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They were formerly called Rajabhat Institutes and originally formed the teachers college system. In 2005, King Bhumibol Adulyadej collectively elevated them to be universities. Many provinces have one—there are 38 total—and they are generally easier to gain admission to than the public universities (formerly the government universities). Most Rajabhat Universities offer graduate degrees, some even to the doctoral level. Enrollments have been shrinking. As of 2018[update], students numbered 540,000, down from 600,000.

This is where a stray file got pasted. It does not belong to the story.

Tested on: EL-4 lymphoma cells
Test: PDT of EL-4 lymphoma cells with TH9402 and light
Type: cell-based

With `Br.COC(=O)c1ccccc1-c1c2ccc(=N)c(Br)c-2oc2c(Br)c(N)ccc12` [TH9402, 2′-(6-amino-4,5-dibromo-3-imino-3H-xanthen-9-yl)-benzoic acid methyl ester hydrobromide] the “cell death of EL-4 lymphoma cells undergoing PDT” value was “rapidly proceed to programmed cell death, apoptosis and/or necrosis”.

These institutions are equivalent to British polytechnics that have become universities. They face a similar challenge of matching the prestige of older institutions. They were conferred the royal word Rajabhat to possibly shield them from criticism and help raise their status.
The word "Rajabhat" is derived from the same origin as the Hindi, "Rajput" (from Sanskrit raja-putra, "son of a king"). In this sense, a "Rajabhat University" might be regarded as being analogous to the English "King's College", or "Royal Institute", or more literally as a "Prince's University" ("Rajabhat" could be considered to mean "prince"). For simplicity they may be considered a "Royal University".
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